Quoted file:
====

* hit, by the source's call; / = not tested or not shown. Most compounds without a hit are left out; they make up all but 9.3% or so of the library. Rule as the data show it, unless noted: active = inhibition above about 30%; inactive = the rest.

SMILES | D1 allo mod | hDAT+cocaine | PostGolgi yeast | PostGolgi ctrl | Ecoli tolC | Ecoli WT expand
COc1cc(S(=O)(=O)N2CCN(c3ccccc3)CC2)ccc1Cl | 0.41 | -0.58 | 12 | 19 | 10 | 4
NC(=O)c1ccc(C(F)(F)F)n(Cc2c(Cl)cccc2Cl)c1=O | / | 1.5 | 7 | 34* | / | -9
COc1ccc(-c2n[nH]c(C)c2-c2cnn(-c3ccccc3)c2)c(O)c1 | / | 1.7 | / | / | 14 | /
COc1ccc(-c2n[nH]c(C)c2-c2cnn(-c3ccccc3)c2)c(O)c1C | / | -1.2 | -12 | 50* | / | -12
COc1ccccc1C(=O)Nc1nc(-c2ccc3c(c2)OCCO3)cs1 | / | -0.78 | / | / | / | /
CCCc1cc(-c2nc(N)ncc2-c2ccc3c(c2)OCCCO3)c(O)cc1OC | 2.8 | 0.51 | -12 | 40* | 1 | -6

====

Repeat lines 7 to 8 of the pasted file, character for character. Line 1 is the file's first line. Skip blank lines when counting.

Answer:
COc1ccccc1C(=O)Nc1nc(-c2ccc3c(c2)OCCO3)cs1 | / | -0.78 | / | / | / | /
CCCc1cc(-c2nc(N)ncc2-c2ccc3c(c2)OCCCO3)c(O)cc1OC | 2.8 | 0.51 | -12 | 40* | 1 | -6